31 Jul 2007

Solomons study finds child sex problems at logging camps

1:58 pm on 31 July 2007

More than 70 children are reported to have been sexually exploited by workers at logging camps in Solomon Islands' Makira Province.

The Church of Melanesia's Christian Care Centre compiled the study, which took in 12 villages in the Arosi region, close to adjoining logging camps.

A clinical psychologist, Dr Tania Herbert, says there were 12 reports of children being sold into marriages by their parents or entering into early marriages, a range of sexual abuse cases, and pornography was a problem.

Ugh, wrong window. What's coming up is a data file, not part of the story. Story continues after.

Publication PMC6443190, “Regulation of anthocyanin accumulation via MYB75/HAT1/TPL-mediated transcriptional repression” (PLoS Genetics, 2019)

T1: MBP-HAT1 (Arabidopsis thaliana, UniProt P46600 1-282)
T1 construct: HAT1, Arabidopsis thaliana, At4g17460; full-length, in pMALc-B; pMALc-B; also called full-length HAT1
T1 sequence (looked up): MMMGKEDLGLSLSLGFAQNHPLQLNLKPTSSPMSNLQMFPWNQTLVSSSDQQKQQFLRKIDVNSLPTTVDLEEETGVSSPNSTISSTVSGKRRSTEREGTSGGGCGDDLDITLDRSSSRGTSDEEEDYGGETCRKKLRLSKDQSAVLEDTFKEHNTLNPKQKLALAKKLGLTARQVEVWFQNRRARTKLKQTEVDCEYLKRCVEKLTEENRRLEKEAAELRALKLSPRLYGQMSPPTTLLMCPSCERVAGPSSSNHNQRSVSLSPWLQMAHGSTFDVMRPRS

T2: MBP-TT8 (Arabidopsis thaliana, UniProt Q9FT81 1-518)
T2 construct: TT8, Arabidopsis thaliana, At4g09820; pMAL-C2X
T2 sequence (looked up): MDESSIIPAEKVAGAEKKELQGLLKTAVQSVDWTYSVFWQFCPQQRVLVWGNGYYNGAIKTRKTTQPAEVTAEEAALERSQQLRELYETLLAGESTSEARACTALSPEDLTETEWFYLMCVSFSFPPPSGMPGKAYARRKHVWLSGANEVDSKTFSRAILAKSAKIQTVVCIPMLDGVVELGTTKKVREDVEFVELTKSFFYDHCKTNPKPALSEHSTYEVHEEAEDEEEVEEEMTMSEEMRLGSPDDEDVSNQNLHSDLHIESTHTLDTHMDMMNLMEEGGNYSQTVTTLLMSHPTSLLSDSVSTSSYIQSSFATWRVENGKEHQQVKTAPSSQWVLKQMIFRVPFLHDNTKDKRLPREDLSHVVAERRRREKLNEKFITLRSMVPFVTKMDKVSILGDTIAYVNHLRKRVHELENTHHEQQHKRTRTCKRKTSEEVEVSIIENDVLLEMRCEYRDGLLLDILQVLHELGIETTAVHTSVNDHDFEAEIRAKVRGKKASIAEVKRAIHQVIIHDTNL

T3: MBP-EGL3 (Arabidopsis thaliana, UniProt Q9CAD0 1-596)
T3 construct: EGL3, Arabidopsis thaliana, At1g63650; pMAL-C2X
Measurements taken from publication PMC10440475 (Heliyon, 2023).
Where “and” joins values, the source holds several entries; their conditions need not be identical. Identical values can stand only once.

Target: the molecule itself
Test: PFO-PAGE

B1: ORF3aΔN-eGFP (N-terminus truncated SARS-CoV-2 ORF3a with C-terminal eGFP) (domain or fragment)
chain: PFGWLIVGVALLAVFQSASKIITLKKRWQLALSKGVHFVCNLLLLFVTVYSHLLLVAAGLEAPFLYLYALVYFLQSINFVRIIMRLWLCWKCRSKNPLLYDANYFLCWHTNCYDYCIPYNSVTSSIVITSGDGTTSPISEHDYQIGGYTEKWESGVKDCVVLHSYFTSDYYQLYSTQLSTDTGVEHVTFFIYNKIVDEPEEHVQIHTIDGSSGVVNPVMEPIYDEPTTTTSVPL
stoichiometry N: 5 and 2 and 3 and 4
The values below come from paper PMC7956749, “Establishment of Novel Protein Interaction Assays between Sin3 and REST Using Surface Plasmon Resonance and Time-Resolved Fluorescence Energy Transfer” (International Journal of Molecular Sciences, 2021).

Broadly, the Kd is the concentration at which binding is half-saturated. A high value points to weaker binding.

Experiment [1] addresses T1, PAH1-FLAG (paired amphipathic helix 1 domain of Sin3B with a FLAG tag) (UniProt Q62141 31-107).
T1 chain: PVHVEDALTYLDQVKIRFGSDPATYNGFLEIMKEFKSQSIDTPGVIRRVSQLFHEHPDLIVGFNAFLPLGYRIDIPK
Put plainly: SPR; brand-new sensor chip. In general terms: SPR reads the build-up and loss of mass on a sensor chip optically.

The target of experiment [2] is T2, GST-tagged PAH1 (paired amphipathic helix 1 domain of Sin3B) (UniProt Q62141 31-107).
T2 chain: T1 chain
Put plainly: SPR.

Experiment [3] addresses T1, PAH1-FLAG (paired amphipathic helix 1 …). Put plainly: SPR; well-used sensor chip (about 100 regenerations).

But, Dr Herbert says the most prominent type of exploitation was that of prostitution, making up more than half the cases.

"That was children ranging from age 11 to 19 with most of the children being aged 13 to 15. So, sometimes the children themselves were visiting the camps and exchanging sex for money, or other goods like rice or noodles or chewing gum, things like that. And, sometimes it was the parents who were organising for the children to go there."

Dr Herbert says copies of the report are being sent to the logging companies involved but she says they won't be named because of concerns that the victims could be traced.

She says there have been some changes since their team visited, including one village imposing a ban on children going to the camps and some of the girls refusing to participate.